"Where Fillmore County News Comes First"
Thursday, November 27th, 2014
Volume ∞ Issue ∞
- 8:03:53, Nov 24th 2014 - FountainFarmer - Doc, Why do people like you have to turn stories that don't have ... [Read More]
- 7:13:36, Nov 21st 2014 - FountainFarmer - doc, why do people like you think that every story needs a sense ... [Read More]
- 3:50:54, Nov 21st 2014 - Frank Wright - Does the author of this article realize it is not April 1st? ... [Read More]
- 3:03:32, Nov 21st 2014 - Roberto - That IS a stereotype on Libertarians from extreme right-wingers BTW. See ... [Read More]
- 5:10:46, Nov 17th 2014 - doc - I'm surprised conservatives aren't picketing there for their war on women. ... [Read More]
- 5:09:30, Nov 17th 2014 - doc - Is it illegal to push THEIR snow into the street though? ... [Read More]
- 4:16:40, Nov 15th 2014 - Gudrun - Ralph's burial at Arlington National Cemetery is scheduled for February 12, ... [Read More]
- 4:47:53, Nov 7th 2014 - KingslandGrad95 - Hey winters coming, why don't you take your concerns to that of the ... [Read More]
- 6:43:44, Nov 6th 2014 - winters coming - Tell Fillmore central in harmony that it is against the law to push t ... [Read More]
- 11:34:53, Nov 3rd 2014 - Tom Kaase - First of all, thank you again to Editor Jason Sethre for allowing people ... [Read More]
Fri, Apr 22nd, 2005
Posted in Commentary
Posted in Commentary
The new fishing regulations are not the only thing trout anglers have to worry about this spring. For the first time in my memory some of the streams are dangerous. The summer of 2004 saw three or four rain storms that climatologists would class as “once in a hundred years”, or at most “once in a decade”. Then in March the area received a very heavy snow fall, as much as 30 inches is some places. Unfortunately, the weather turned unseasonably warm. The snow melt was accompanied by a heavy rain.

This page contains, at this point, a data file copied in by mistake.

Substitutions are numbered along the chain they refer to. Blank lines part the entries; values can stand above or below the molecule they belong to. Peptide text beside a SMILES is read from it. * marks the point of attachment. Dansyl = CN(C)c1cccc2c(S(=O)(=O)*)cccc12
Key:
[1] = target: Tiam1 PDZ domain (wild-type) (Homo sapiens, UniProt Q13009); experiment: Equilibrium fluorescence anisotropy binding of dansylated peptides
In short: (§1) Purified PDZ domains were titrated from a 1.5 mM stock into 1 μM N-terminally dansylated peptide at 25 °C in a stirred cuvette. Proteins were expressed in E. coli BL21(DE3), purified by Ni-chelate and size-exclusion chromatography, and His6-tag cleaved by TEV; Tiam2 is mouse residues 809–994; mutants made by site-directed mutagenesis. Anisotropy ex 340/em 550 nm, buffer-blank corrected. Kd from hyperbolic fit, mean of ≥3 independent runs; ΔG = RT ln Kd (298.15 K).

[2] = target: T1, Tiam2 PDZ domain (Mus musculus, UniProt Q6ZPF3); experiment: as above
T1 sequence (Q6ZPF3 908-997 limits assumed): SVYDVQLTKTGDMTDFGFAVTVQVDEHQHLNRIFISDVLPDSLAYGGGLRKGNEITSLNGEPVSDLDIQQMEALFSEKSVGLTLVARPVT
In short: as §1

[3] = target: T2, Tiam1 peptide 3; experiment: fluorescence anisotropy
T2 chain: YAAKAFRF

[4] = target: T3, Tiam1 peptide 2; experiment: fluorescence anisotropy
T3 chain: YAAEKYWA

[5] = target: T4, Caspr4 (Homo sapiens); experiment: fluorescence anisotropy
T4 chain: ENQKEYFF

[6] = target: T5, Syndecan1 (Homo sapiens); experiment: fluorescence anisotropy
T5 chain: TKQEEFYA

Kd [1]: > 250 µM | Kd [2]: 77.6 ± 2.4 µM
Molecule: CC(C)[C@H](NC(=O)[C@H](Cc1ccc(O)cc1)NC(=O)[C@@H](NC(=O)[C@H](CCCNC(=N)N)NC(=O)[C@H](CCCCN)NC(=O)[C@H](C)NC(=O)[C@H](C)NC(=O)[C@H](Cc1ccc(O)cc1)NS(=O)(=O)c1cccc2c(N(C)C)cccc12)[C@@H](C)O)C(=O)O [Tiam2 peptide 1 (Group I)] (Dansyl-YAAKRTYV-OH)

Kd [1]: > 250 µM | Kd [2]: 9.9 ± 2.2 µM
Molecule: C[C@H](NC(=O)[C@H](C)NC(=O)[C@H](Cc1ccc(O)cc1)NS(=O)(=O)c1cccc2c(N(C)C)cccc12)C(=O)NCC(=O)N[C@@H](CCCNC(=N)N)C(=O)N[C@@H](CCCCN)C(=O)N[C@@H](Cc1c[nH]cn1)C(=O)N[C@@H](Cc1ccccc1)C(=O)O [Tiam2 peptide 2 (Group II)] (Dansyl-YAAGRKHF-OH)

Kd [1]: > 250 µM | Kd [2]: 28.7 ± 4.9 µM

All this water rushing down our rolling country side has deposited a huge amount of very fine mud into our streams and rivers. Last week I was fishing with my younger brother Jim. We were about a half a mile apart so I decided to see how he was doing. As I walked up the bank I heard him call. He was standing in the water not more than ten feet from shore. Although the water looked only a few inches deep, it was up above his knees. The water was only a few inches deep, but his legs were thigh deep in mud. I got a branch and handed him an end and tried to pull him out. Neither one of us were strong enough for this to work. Fortunately our truck was not too far away and I drove to our home and got Nathan Osmonson to help. With their combined strength, Nate was able to get my brother to shore. It was a warm sunny day so after we hosed layers of mud off Jim and he downed some Gatorade he stopped shaking. He vowed that from now on he would always fish with a friend or make sure he had his cell phone with him. Our tragedy was avoided but in many ways the real tragedy is the mud he was stuck in was the best top soil in Fillmore County. As more and more of our farm land goes to row crops, more and more of our soil ends up in the rivers. Duke Hust, who lives in rural Lanesboro, was past chairman of the state council of Trout Unlimited.